Takaisin Tulosta

Grading the strength of recommendation

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Editors
17.12.2010

The strength of a recommendation reflects the extent to which we can be confident that desirable effects of an intervention outweigh undesirable effects. GRADE classifies recommendations as strong or weak.

  • Strong recommendations mean that most informed patients would choose the recommended management and that clinicians can structure their interactions with patients accordingly
  • Weak recommendations mean that patients’ choices will vary according to their values and preferences, and clinicians must ensure that patients’ care is in keeping with their values and preferences

Strength of recommendation is determined by the balance between desirable and undesirable consequences of alternative management strategies, quality of evidence, variability in values and preferences, and resource use (see Table)

Table 1. Determinants of strength of recommendation
Factor Comment
Balance between desirable and undesirable effects The larger the difference between the desirable and undesirable effects, the higher the likelihood that a strong recommendation is warranted. The narrower the gradient, the higher the likelihood that a weak recommendation is warranted
Quality of evidence The higher the quality of evidence, the higher the likelihood that a strong recommendation is warranted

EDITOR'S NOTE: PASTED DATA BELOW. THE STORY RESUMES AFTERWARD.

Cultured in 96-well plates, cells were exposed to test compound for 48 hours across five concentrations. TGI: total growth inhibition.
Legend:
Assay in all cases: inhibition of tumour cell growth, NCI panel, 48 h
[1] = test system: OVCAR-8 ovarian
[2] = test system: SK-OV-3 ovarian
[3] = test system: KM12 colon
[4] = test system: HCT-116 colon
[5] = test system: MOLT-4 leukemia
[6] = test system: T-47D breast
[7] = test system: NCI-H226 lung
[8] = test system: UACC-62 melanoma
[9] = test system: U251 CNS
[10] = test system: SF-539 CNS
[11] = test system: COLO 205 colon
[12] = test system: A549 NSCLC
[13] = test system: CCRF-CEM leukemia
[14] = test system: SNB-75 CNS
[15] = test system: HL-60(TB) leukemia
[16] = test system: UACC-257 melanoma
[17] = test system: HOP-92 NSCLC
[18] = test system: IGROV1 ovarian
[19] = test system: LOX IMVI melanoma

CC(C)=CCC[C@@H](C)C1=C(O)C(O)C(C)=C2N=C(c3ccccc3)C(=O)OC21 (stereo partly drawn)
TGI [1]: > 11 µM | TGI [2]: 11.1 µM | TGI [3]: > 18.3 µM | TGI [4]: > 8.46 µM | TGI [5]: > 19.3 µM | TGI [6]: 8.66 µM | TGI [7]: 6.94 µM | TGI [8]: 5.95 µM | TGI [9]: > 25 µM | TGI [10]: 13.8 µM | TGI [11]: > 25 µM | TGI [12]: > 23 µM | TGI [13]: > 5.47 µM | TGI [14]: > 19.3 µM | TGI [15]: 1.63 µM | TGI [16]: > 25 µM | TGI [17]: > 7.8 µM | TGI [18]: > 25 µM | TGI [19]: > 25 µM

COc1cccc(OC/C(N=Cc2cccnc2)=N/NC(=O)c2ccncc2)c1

Values and preferences The more values and preferences vary, or the greater the uncertainty in values and preferences, the higher the likelihood that a weak recommendation is warranted
Costs (resource allocation) The higher the costs of an intervention — that is, the greater the resources consumed — the lower the likelihood that a strong recommendation is warranted

The implications of a strong recommendation are:

  • For patients — most people in your situation would want the recommended course of action and only a small proportion would not; request discussion if the intervention is not offered
  • For clinicians — most patients should receive the recommended course of action
  • For policy makers — the recommendation can be adopted as a policy in most situations.

The implications of a weak recommendation are:

  • For patients — most people in your situation would want the recommended course of action, but many would not
  • For clinicians — you should recognise that different choices will be appropriate for different patients and that you must help each patient to arrive at a management decision consistent with her or his values and preferences
  • For policy makers — policy making will require substantial debate and involvement of many stakeholders.

Source: Guyatt GH, Oxman AD, Kunz R, Falck-Ytter Y, Vist GE, Liberati A, Schünemann HJ, GRADE Working Group. Going from evidence to recommendations. BMJ 2008 May 10;336(7652):1049-51 «PMID: 18467413»PubMed.

GRADE (Grading of Recommendations Assessment, Development and Evaluation) Working Group «http://www.gradeworkinggroup.org»1